Anyways, thanks for pointing that out.

`>No, there is no such thing as a functor \\(\mathbf{op}: \mathcal{C} \to \mathcal{C}^{\mathrm{op}}\\). Functors can't 'flip arrows around', since a functor \\(F\\) maps a morphism \\(f : x \to y\\) to a morphism \\(F(f) : F(x) \to F(y)\\). >This is a great example of a level slip! Whoops! Especially after I chastised someone today for level slipping with relations... Anyways, thanks for pointing that out.`

John asked in comment #19:

I think that the functor \(\mathbf{op}(F)\) behaves the same way as the functor \(F\) on both objects and morphisms:

So, I would be tempted to say that the \(\mathbf{op}\) functor sends each functor \(F\) to itself, that is, \(\mathbf{op}(F) = F\).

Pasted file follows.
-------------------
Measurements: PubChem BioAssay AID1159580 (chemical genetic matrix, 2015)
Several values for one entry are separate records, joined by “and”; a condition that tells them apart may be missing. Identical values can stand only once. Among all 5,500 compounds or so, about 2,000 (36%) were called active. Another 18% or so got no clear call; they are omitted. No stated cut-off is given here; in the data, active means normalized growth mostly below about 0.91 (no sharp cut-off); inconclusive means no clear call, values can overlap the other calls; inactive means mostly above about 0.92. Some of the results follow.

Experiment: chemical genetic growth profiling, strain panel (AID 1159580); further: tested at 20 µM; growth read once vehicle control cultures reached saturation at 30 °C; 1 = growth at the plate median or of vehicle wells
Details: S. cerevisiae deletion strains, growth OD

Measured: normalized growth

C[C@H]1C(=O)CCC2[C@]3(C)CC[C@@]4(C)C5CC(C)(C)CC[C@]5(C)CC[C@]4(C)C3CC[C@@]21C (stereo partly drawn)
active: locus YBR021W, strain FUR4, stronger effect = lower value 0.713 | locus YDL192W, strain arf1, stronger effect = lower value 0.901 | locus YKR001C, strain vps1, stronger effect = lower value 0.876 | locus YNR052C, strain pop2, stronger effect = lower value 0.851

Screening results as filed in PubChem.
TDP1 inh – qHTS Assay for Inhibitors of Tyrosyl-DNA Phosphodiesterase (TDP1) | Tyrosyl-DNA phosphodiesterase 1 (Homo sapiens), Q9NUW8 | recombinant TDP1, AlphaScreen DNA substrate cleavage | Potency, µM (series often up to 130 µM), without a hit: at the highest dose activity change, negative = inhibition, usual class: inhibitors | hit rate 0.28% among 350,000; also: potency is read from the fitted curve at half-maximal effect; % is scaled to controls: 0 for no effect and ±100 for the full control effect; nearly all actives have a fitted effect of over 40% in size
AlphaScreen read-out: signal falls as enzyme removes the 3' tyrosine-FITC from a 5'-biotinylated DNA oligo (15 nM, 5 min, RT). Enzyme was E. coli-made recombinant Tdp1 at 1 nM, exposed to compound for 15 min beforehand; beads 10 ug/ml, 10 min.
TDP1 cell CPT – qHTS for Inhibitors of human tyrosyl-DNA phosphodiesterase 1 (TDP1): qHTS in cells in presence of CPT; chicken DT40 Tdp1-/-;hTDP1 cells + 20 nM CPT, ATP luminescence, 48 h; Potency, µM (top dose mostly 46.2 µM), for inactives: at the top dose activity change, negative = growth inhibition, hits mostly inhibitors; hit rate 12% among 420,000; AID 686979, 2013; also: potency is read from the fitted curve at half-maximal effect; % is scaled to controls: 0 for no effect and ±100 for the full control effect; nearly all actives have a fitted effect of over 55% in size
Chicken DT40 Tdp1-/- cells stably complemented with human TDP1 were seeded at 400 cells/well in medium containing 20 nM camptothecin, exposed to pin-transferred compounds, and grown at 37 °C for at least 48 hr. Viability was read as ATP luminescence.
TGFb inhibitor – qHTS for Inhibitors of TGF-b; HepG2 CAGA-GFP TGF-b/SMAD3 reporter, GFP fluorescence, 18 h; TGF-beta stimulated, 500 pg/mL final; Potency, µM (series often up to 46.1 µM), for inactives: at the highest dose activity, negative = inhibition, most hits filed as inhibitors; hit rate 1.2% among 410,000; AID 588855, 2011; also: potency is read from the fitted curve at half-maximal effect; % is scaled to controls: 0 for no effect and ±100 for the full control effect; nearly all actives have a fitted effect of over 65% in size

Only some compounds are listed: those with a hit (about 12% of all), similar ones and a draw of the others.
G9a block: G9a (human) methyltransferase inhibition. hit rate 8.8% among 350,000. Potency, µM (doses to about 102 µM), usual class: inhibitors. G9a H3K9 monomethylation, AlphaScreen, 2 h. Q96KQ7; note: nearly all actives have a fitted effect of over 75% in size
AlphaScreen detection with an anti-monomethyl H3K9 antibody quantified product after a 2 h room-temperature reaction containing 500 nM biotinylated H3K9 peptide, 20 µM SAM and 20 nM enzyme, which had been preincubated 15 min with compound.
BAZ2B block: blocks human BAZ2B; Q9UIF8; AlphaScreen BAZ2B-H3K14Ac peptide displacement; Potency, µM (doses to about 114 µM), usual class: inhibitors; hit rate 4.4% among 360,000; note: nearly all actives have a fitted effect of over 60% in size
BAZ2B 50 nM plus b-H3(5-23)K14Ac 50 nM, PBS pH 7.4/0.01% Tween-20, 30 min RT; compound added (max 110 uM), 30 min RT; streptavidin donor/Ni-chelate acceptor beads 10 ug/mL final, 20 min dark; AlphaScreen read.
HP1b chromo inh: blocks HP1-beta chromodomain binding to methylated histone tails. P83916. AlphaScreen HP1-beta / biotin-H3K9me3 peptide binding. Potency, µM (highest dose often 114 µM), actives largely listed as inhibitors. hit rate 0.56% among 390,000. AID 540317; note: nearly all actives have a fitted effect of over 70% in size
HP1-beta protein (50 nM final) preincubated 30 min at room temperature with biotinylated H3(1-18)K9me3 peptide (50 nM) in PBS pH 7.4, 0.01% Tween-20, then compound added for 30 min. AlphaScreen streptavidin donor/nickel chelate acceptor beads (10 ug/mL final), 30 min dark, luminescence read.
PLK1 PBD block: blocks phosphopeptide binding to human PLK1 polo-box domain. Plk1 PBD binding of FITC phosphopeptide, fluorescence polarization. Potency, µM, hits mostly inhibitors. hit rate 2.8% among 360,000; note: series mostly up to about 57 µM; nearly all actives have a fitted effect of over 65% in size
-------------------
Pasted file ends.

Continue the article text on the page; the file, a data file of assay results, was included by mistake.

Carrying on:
`John asked in [comment #19](https://forum.azimuthproject.org/discussion/comment/19630/#Comment_19630): > **Puzzle.** What is this obvious thing? I think that the functor \\(\mathbf{op}(F)\\) behaves the same way as the functor \\(F\\) on both objects and morphisms: - On objects, \\(\mathbf{op}(F) : \mathrm{ob}(\mathcal{C}^{\mathrm{op}}) \to \mathrm{ob}(\mathcal{D}^{\mathrm{op}})\\). But objects in the opposite category are the same objects as in the original category, that is, \\(\mathrm{ob}(\mathcal{C}^{\mathrm{op}}) = \mathrm{ob}(\mathcal{C})\\); so the functor \\(\mathbf{op}(F) : \mathrm{ob}(\mathcal{C}) \to \mathrm{ob}(\mathcal{D})\\) can map objects the same way as \\(F\\) does. - On morphisms, \\(\mathbf{op}(F) : \mathcal{C}^{\mathrm{op}}(C', C) \to \mathcal{D}^{\mathrm{op}}(\mathbf{op}(F)(C'), \mathbf{op}(F)(C))\\) for any \\(C, C' \in \mathrm{ob}(\mathcal{C})\\). The opposite category reverses the morphisms, that is, \\(\mathcal{C}^{\mathrm{op}}(C', C) = \mathcal{C}(C, C')\\); so the functor \\(\mathbf{op}(F) : \mathcal{C}(C, C') \to \mathcal{D}(FC, FC')\\) can map morphisms the same way as \\(F\\) does. So, I would be tempted to say that the \\(\mathbf{op}\\) functor sends each functor \\(F\\) to itself, that is, \\(\mathbf{op}(F) = F\\).`